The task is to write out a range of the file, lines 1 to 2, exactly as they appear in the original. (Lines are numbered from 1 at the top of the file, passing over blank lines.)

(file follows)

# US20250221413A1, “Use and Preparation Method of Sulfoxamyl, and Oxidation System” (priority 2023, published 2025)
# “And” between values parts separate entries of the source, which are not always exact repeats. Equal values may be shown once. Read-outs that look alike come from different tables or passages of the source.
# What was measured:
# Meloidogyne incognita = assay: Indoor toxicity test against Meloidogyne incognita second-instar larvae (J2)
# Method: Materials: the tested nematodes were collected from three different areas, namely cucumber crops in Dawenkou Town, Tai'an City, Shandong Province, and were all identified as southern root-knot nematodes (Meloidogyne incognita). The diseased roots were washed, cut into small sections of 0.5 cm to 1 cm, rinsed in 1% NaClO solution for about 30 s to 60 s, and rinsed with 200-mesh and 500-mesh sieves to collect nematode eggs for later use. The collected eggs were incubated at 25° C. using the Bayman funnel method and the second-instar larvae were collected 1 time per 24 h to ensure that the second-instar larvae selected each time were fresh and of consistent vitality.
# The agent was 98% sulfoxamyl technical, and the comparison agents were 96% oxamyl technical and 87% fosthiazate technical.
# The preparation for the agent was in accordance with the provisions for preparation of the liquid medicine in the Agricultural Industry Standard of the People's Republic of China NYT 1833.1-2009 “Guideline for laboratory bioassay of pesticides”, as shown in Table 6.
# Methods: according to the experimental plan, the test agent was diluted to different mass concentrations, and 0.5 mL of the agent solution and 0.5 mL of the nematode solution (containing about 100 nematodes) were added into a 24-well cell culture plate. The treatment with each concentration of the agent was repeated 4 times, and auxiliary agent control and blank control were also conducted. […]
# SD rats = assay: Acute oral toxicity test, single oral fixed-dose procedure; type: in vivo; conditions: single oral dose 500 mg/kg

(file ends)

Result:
# US20250221413A1, “Use and Preparation Method of Sulfoxamyl, and Oxidation System” (priority 2023, published 2025)
# “And” between values parts separate entries of the source, which are not always exact repeats. Equal values may be shown once. Read-outs that look alike come from different tables or passages of the source.